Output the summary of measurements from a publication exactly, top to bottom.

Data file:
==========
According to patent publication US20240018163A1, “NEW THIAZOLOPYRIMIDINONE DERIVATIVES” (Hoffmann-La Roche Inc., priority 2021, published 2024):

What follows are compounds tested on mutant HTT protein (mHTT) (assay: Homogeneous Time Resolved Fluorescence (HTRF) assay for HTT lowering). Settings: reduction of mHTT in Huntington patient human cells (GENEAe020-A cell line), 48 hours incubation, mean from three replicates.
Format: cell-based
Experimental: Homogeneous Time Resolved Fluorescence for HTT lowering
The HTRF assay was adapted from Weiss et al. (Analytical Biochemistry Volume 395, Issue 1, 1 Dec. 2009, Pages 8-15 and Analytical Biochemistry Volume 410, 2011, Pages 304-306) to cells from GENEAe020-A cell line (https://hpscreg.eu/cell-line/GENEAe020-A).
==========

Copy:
According to patent publication US20240018163A1, “NEW THIAZOLOPYRIMIDINONE DERIVATIVES” (Hoffmann-La Roche Inc., priority 2021, published 2024):

What follows are compounds tested on mutant HTT protein (mHTT) (assay: Homogeneous Time Resolved Fluorescence (HTRF) assay for HTT lowering). Settings: reduction of mHTT in Huntington patient human cells (GENEAe020-A cell line), 48 hours incubation, mean from three replicates.
Format: cell-based
Experimental: Homogeneous Time Resolved Fluorescence for HTT lowering
The HTRF assay was adapted from Weiss et al. (Analytical Biochemistry Volume 395, Issue 1, 1 Dec. 2009, Pages 8-15 and Analytical Biochemistry Volume 410, 2011, Pages 304-306) to cells from GENEAe020-A cell line (https://hpscreg.eu/cell-line/GENEAe020-A).